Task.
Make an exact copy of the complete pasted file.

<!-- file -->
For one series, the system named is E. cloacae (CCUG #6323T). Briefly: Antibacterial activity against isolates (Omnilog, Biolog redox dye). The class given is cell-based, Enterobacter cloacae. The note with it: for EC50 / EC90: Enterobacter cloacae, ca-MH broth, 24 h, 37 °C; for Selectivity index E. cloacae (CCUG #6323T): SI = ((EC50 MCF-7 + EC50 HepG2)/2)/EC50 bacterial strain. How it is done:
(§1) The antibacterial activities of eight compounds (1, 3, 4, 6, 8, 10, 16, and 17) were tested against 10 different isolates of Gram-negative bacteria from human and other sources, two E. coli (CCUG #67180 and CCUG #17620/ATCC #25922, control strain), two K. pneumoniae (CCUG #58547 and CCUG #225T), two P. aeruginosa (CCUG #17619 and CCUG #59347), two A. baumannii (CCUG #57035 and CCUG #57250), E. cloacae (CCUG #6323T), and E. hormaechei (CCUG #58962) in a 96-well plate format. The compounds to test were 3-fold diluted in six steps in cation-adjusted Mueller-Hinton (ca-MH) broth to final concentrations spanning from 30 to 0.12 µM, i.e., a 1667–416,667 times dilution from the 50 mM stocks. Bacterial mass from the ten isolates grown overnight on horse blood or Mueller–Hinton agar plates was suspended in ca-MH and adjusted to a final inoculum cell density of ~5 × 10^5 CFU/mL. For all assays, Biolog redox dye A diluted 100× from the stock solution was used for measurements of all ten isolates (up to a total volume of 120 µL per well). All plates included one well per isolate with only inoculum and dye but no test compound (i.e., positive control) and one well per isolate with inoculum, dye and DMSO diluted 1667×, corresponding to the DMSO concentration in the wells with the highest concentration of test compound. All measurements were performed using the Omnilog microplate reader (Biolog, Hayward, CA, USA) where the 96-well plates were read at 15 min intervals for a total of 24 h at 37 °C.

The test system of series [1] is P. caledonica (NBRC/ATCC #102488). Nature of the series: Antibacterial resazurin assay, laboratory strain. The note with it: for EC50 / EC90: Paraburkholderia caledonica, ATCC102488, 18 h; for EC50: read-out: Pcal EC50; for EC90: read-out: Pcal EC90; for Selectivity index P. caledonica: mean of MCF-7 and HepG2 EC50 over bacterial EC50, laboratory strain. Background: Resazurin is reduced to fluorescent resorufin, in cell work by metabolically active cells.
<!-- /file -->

For one series, the system named is E. cloacae (CCUG #6323T). Briefly: Antibacterial activity against isolates (Omnilog, Biolog redox dye). The class given is cell-based, Enterobacter cloacae. The note with it: for EC50 / EC90: Enterobacter cloacae, ca-MH broth, 24 h, 37 °C; for Selectivity index E. cloacae (CCUG #6323T): SI = ((EC50 MCF-7 + EC50 HepG2)/2)/EC50 bacterial strain. How it is done:
(§1) The antibacterial activities of eight compounds (1, 3, 4, 6, 8, 10, 16, and 17) were tested against 10 different isolates of Gram-negative bacteria from human and other sources, two E. coli (CCUG #67180 and CCUG #17620/ATCC #25922, control strain), two K. pneumoniae (CCUG #58547 and CCUG #225T), two P. aeruginosa (CCUG #17619 and CCUG #59347), two A. baumannii (CCUG #57035 and CCUG #57250), E. cloacae (CCUG #6323T), and E. hormaechei (CCUG #58962) in a 96-well plate format. The compounds to test were 3-fold diluted in six steps in cation-adjusted Mueller-Hinton (ca-MH) broth to final concentrations spanning from 30 to 0.12 µM, i.e., a 1667–416,667 times dilution from the 50 mM stocks. Bacterial mass from the ten isolates grown overnight on horse blood or Mueller–Hinton agar plates was suspended in ca-MH and adjusted to a final inoculum cell density of ~5 × 10^5 CFU/mL. For all assays, Biolog redox dye A diluted 100× from the stock solution was used for measurements of all ten isolates (up to a total volume of 120 µL per well). All plates included one well per isolate with only inoculum and dye but no test compound (i.e., positive control) and one well per isolate with inoculum, dye and DMSO diluted 1667×, corresponding to the DMSO concentration in the wells with the highest concentration of test compound. All measurements were performed using the Omnilog microplate reader (Biolog, Hayward, CA, USA) where the 96-well plates were read at 15 min intervals for a total of 24 h at 37 °C.

The test system of series [1] is P. caledonica (NBRC/ATCC #102488). Nature of the series: Antibacterial resazurin assay, laboratory strain. The note with it: for EC50 / EC90: Paraburkholderia caledonica, ATCC102488, 18 h; for EC50: read-out: Pcal EC50; for EC90: read-out: Pcal EC90; for Selectivity index P. caledonica: mean of MCF-7 and HepG2 EC50 over bacterial EC50, laboratory strain. Background: Resazurin is reduced to fluorescent resorufin, in cell work by metabolically active cells.